In a recent blog post I had to recover a deleted file from a public git repository to share with you. Today I will show you how it’s done.

In this particular case, I needed a file with old UDEV rules. I knew the name and location of the file before it was deleted. And of course, the way git works, a file is never truly deleted as it’s all in the git commit history.

The file in question is 70-old-u2f.rules from the repository

Let’s recover the file, starting by cloning the repository (which by default includes the full history):

git clone
cd libu2f-host

Now that we’re in the git repository, let’s search for commits that involved the file we’re looking for:

git log --all --full-history -- 70-old-u2f.rules

If we don’t know the path or exact file name, we can also use asterisks for wildcard search like:

git log --all --full-history -- *old-u2f*

Either way, we will see a result like this:

commit 17d67ff89fb98d4148b63b96a397ea6a648c4ecc
Merge: 5a941ed 2892b9c
Author: Klas Lindfors <[email protected]>
Date:   Wed Feb 13 15:14:24 2019 +0100

    Merge branch 'pr-114'

commit 5a941ed0726f7efd23ebd613b4207ac335820dc5
Author: Klas Lindfors <[email protected]>
Date:   Wed Feb 13 15:12:12 2019 +0100

    udev: drop 70-old-u2f.rules

As you can see, the second commit looks like the one where the file was deleted (dropped). This means we want to restore the file from the commit before this one, to get the latest version before deletion. So now we copy the hash of the commit where the file was deleted and do:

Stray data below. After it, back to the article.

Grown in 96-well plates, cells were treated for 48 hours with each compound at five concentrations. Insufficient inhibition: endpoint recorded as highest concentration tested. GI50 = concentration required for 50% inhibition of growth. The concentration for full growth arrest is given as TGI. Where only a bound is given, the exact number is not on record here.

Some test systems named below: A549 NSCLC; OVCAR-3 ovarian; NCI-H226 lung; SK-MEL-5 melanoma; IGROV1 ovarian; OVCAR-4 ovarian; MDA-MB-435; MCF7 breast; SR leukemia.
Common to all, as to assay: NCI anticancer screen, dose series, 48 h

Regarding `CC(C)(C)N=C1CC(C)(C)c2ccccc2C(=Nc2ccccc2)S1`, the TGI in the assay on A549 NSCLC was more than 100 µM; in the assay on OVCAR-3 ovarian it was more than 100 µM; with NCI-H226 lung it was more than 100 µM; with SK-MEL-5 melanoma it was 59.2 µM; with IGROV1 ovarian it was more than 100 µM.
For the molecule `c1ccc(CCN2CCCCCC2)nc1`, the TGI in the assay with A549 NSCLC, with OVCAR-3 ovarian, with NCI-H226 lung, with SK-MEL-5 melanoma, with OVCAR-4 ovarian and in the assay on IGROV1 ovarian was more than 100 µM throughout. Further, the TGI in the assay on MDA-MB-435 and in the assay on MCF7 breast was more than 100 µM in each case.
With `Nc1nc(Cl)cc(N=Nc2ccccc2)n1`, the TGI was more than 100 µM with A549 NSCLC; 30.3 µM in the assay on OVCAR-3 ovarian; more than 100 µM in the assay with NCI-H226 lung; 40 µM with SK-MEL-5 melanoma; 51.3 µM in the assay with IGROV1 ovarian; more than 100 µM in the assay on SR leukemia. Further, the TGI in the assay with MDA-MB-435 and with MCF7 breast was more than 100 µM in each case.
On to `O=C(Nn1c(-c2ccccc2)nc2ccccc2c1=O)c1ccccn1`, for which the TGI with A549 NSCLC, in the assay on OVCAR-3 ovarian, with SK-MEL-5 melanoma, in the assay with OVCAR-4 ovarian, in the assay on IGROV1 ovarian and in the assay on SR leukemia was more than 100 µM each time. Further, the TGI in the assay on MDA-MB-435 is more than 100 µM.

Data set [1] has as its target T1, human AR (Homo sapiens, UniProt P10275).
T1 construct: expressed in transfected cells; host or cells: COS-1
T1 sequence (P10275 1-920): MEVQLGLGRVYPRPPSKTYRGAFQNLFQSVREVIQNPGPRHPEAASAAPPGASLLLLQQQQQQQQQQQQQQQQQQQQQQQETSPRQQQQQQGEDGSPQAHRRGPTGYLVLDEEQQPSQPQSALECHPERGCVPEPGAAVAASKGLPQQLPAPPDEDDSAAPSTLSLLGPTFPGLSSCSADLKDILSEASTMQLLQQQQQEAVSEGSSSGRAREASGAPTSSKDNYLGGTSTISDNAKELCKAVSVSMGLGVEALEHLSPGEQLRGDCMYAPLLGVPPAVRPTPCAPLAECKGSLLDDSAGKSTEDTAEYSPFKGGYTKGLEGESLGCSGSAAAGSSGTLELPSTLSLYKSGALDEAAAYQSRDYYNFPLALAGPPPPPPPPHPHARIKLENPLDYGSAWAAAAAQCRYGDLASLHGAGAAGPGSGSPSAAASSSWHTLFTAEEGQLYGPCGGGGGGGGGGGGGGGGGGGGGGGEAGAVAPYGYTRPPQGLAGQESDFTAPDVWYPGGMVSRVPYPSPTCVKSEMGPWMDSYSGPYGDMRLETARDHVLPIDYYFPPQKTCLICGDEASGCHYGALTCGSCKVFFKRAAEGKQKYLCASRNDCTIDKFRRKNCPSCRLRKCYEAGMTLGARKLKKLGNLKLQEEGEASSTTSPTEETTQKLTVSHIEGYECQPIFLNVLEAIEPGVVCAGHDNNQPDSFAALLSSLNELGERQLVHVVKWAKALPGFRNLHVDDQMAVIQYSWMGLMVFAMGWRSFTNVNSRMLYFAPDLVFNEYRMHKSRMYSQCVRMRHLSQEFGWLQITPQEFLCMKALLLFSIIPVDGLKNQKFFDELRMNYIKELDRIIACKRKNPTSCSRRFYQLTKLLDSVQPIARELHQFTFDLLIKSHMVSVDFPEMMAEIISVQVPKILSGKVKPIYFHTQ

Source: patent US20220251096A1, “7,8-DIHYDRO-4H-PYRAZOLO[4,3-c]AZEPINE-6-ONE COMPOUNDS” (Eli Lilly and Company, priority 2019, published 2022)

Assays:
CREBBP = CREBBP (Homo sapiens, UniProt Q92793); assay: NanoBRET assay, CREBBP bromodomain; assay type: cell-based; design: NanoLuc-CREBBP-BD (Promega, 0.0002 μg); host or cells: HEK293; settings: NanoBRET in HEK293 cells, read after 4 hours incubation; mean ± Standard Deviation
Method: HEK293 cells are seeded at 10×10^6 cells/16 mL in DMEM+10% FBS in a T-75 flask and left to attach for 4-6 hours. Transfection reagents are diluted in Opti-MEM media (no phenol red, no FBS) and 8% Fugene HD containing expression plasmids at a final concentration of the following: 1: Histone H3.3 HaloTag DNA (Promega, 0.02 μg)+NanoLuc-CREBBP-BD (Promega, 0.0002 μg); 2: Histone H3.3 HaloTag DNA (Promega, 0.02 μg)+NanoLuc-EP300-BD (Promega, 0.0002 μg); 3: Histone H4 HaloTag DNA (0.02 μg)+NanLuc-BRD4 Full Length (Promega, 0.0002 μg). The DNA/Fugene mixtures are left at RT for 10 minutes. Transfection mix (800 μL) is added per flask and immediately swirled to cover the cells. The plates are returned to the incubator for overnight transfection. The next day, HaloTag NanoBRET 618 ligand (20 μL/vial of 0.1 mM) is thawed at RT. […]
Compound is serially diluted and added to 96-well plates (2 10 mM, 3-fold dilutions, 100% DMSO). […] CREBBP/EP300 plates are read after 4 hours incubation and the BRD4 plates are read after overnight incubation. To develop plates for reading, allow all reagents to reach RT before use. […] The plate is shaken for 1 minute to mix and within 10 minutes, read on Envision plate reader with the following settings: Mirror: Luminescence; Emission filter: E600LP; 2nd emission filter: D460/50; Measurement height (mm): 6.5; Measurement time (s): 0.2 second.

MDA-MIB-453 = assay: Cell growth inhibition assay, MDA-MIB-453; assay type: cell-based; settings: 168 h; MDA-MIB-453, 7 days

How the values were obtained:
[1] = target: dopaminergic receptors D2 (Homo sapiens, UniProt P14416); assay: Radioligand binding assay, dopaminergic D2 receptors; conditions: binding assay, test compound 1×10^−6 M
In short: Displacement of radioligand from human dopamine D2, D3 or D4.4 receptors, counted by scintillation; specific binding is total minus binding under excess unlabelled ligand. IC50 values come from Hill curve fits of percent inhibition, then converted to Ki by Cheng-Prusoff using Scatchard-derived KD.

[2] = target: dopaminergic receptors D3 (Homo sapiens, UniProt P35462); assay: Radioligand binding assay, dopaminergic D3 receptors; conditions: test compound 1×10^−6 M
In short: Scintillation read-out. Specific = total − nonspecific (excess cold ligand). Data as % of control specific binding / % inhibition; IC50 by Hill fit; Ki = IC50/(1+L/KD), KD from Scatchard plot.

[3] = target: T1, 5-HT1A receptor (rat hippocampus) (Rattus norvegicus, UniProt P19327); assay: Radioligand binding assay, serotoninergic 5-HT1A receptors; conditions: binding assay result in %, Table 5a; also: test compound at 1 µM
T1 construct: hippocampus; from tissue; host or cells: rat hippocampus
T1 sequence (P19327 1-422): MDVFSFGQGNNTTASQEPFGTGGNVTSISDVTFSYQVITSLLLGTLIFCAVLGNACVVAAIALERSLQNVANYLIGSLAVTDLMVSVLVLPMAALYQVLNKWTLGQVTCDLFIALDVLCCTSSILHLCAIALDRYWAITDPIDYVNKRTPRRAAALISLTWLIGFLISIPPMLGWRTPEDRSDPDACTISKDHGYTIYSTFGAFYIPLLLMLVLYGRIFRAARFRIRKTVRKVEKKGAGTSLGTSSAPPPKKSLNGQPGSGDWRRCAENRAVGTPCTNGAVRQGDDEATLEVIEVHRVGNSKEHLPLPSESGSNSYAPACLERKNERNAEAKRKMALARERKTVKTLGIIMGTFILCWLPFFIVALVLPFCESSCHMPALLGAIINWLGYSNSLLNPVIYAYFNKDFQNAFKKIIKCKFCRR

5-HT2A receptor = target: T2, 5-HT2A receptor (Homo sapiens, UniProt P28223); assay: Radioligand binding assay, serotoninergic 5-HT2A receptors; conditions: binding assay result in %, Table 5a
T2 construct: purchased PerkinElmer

git checkout 5a941ed0726f7efd23ebd613b4207ac335820dc5^ -- 70-old-u2f.rules

And ta-da! The file is now restored. The reason we could use the commit hash from the moment it was deleted, is because we added a caret (^) at the end of the hash, which means the commit right before this hash is the one to be restored. We could instead, of course, specify the commit hash of the previous commit directly.

Now, if you don’t want to restore the file to the filesystem and instead just display the diff in the terminal, you could instead do:

git show 5a941ed0726f7efd23ebd613b4207ac335820dc5 -- 70-old-u2f.rules

Note that this time we did not add a caret (^) to the end of the hash. Because we really do want the commit from when the file was deleted, to see the diff of what was deleted.

In all those commands, you can specify the file with asterisks if you’re not sure about the exact path. But be careful! If two files with the same name exist but in a different path, and you omit the exact path, you might end up reverting all files with that name to their previous version. You have been warned. ;)

And that’s all there is to it!